Arkansas Archeological Survey
Joined system: 1977
At a Glance
The mission of the Arkansas Archeological Survey is to study and protect the 13,000-year archeological heritage of Arkansas, to preserve and manage information and collections from archeological sites and to communicate what is learned to the people of the state. The survey has 11 research stations across the state, each with a full-time Ph.D. archeologist associated with regional higher education institutions and state parks. The archeologists conduct research, assist other state and federal agencies and are available to local officials, amateur archeologists, landowners, educators and students in need of information about archeology or archeological sites.
Points of Pride
- Research activities during the 2013-14 year included development of an interactive web site on ancient and historic uses of Ouachita Mountains novaculite for manufacture of stone tools; investigations of the ceremonial plaza at Toltec Mounds State Park; a study of artifacts related to the 16th century exploration of Arkansas by Hernando de Soto; excavations at Native American-French contact era sites in eastern Arkansas; investigations of Civil War battlefield sites across the state, and documentation of a World War II Italian prisoner of war camp in Monticello.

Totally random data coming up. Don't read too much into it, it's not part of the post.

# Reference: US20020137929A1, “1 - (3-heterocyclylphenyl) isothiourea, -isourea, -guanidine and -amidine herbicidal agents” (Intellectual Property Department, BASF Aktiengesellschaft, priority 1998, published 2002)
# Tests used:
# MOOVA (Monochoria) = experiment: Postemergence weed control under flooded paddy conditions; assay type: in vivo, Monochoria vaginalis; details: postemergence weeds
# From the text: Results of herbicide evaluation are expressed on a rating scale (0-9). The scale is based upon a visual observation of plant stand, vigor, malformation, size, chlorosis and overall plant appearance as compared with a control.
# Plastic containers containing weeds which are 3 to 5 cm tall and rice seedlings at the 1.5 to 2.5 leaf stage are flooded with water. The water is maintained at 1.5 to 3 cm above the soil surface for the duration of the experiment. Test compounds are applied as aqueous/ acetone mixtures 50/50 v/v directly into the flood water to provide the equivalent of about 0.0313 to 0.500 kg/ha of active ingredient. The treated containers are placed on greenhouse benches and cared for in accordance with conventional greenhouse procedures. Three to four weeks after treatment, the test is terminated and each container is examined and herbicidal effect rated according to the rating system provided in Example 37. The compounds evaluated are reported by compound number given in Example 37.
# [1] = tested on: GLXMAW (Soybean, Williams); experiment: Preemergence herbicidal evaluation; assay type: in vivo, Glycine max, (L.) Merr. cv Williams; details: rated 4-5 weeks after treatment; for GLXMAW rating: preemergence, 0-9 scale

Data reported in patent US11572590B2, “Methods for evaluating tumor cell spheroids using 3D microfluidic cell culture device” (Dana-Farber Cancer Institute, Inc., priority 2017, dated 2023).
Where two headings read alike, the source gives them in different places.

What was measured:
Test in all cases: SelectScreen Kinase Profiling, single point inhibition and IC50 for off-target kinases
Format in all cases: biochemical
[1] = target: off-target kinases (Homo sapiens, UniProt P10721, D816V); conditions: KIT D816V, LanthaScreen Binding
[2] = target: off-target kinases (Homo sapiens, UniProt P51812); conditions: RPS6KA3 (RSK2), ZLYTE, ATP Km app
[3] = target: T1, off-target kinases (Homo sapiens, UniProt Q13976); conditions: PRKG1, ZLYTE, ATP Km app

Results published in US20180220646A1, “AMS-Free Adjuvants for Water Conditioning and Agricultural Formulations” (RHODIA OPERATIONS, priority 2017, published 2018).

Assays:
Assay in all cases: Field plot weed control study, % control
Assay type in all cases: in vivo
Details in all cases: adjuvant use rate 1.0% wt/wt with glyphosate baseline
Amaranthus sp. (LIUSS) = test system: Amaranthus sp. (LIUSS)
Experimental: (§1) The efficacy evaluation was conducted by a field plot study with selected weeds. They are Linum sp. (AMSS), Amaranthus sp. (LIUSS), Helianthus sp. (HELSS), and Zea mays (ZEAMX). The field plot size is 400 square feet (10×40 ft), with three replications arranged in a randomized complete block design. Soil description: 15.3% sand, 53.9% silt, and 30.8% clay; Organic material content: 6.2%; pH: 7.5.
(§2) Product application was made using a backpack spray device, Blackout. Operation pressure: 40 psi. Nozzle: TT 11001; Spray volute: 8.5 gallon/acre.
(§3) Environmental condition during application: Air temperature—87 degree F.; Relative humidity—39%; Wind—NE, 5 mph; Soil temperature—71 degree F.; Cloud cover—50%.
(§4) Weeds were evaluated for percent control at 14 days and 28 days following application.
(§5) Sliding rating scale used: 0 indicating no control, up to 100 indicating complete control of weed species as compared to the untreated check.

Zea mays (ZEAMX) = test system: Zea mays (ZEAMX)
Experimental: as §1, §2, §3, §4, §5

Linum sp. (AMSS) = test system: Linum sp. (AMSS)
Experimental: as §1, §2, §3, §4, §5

- The Survey’s state-of-the-art computer databases provide online access to information on nearly 47,000 archeological sites and 6,500 projects to state and federal agencies and Native American tribes involved in preserving cultural resources in Arkansas.
- Survey staff taught 18 college classes to 450 undergraduate and graduate students at campuses across the state; provided two dozen lectures and demonstrations to more than 650 public school students and teachers; and gave 86 public lectures across the state reaching thousands of Arkansas citizens.